By Beau Russell
In my last post, I covered one way to take your Danish business in the United States, the E2 visa. As a quick recap, the E2 visa allows you to send yourself (as the business owner) or an employee to the United States to oversee an investment in to a new or existing company. I mentioned that in order to obtain the E2 visa, you must invest a substantial amount of capital ($50,000-$100,000+) into the United States. But what if you don’t have that amount of money to invest? It may be the case that you have a thriving business but you just aren’t ready to risk that amount of capital. It may be the case where you want to be more cautious in your approach.
Thankfully there is another visa option for those unwilling to risk that amount of cash. The L1 Intra-Company Transfer visa allows a Danish business to transfer an employee to the United States if the company and employee meet certain requirements. To obtain this visa, the intending employee must be a manager, executive or have specialized knowledge and have been employed for at least one year in the previous three years at the Danish company. As for the companies, the two companies (one in Denmark and one in United States) must be “related” and the American entity must be able to support the new position.
This begs the question: What if I don’t have a U.S. company to receive the employee? Well, an important aspect of this visa is that it can be used to open a new office (start a related business). So again we have arrived at a stage where it is required that the U.S. business be set up in a way that follows the U.S. visa requirements. But like the last time, we can use these visa requirements to guide us in forming U.S. venture. We can see that the business must be formed on paper and have a physical presence in the United States. We also see that the business must have certain “business basics” in place e.g. bank account and business plan.
I know, I said that this visa provides an alternative to those who don’t want to invest. Well unless the business is already up and running, there is some investment involved. Because you have to be ready conduct business and support the transferred employee, the business needs things like an office space and some money in the bank. But again there is no fixed amount that needs to be already spent. Remember, the E2 visa requires that you spend the $50,000-$100,000 already, for example on a car and computers. For purposes of the L1 the company simply needs to have the capacity to support the transferred employee and a place for her to work.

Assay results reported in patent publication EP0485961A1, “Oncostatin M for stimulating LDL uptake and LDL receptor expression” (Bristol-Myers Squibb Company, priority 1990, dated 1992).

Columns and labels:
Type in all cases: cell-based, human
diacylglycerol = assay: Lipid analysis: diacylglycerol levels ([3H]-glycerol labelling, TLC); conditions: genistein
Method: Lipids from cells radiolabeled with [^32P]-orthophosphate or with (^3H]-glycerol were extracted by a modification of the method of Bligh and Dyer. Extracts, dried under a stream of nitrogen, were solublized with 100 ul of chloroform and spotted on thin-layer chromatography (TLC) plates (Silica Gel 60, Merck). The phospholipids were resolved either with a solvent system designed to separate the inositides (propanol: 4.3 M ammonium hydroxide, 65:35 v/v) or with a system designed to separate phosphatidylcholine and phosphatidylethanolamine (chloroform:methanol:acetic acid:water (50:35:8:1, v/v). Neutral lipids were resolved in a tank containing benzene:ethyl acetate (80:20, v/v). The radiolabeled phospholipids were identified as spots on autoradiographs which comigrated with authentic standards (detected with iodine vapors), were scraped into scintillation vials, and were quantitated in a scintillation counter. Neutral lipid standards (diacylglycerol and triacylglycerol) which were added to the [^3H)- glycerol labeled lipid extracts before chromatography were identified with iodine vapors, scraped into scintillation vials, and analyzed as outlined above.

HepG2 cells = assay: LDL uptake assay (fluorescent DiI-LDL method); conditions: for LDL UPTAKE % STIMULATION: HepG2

To summarize, once the business is established and ready for business, an employee in a managerial/executive position or who has specialized knowledge that has been working with the Danish company for at least a year can come to the U.S. to start the company. We again can use the requirements of the visa to make concrete steps to thrive in the United States. And very lastly, this visa (as well as spouses of E2) allows spouses of the visa holder to work anywhere in the United States.
Once again, this is a simplified explanation of the process and it is highly advisable for business owners to include qualified attorneys at the initial planning stages. At Thomas Martin Law, we can assess your business venture and set out the step by step process it takes to transfer yourself as the business owner or an employee to the U.S. We have experience in each step of the process from business formation to immigration visas and beyond. We have a unique perspective because we are both Danish and American attorneys who have helped countless individuals take their business abroad. We can walk you through the steps it takes to take your business or idea to the U.S. and set you up to follow your American dream.
Beau Russell is a U.S. Immigration attorney located in the Copenhagen Area. For the past several years in California he has helped hundreds of individuals solve their U.S. Immigration issues. He is now working with Thomas Martin Law. His specialty is assisting business and families obtain their immigration visas to the U.S.